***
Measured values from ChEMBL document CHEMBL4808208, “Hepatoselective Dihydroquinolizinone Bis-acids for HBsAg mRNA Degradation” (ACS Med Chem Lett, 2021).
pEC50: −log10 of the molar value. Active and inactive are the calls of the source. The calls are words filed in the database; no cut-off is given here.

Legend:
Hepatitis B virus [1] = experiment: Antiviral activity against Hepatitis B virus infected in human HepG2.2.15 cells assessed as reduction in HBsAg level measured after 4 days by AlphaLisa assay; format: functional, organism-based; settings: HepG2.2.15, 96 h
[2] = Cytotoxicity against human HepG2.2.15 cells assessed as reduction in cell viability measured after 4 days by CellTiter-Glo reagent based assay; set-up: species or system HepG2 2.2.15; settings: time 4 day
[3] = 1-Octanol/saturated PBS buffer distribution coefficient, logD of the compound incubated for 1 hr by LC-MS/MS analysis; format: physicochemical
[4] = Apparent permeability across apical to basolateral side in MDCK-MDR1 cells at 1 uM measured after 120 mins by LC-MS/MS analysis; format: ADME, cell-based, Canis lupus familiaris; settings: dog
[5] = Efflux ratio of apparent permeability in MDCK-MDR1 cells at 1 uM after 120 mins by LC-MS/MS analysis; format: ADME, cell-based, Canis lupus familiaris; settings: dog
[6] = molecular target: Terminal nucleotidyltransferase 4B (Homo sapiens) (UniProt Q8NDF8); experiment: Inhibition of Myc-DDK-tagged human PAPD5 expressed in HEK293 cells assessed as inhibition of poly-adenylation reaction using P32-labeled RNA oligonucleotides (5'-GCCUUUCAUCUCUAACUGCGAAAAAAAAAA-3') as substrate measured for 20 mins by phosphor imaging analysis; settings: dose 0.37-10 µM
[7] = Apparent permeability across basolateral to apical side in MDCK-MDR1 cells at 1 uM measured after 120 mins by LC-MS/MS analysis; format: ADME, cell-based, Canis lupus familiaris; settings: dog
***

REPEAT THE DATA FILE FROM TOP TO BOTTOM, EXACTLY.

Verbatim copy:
Measured values from ChEMBL document CHEMBL4808208, “Hepatoselective Dihydroquinolizinone Bis-acids for HBsAg mRNA Degradation” (ACS Med Chem Lett, 2021).
pEC50: −log10 of the molar value. Active and inactive are the calls of the source. The calls are words filed in the database; no cut-off is given here.

Legend:
Hepatitis B virus [1] = experiment: Antiviral activity against Hepatitis B virus infected in human HepG2.2.15 cells assessed as reduction in HBsAg level measured after 4 days by AlphaLisa assay; format: functional, organism-based; settings: HepG2.2.15, 96 h
[2] = Cytotoxicity against human HepG2.2.15 cells assessed as reduction in cell viability measured after 4 days by CellTiter-Glo reagent based assay; set-up: species or system HepG2 2.2.15; settings: time 4 day
[3] = 1-Octanol/saturated PBS buffer distribution coefficient, logD of the compound incubated for 1 hr by LC-MS/MS analysis; format: physicochemical
[4] = Apparent permeability across apical to basolateral side in MDCK-MDR1 cells at 1 uM measured after 120 mins by LC-MS/MS analysis; format: ADME, cell-based, Canis lupus familiaris; settings: dog
[5] = Efflux ratio of apparent permeability in MDCK-MDR1 cells at 1 uM after 120 mins by LC-MS/MS analysis; format: ADME, cell-based, Canis lupus familiaris; settings: dog
[6] = molecular target: Terminal nucleotidyltransferase 4B (Homo sapiens) (UniProt Q8NDF8); experiment: Inhibition of Myc-DDK-tagged human PAPD5 expressed in HEK293 cells assessed as inhibition of poly-adenylation reaction using P32-labeled RNA oligonucleotides (5'-GCCUUUCAUCUCUAACUGCGAAAAAAAAAA-3') as substrate measured for 20 mins by phosphor imaging analysis; settings: dose 0.37-10 µM
[7] = Apparent permeability across basolateral to apical side in MDCK-MDR1 cells at 1 uM measured after 120 mins by LC-MS/MS analysis; format: ADME, cell-based, Canis lupus familiaris; settings: dog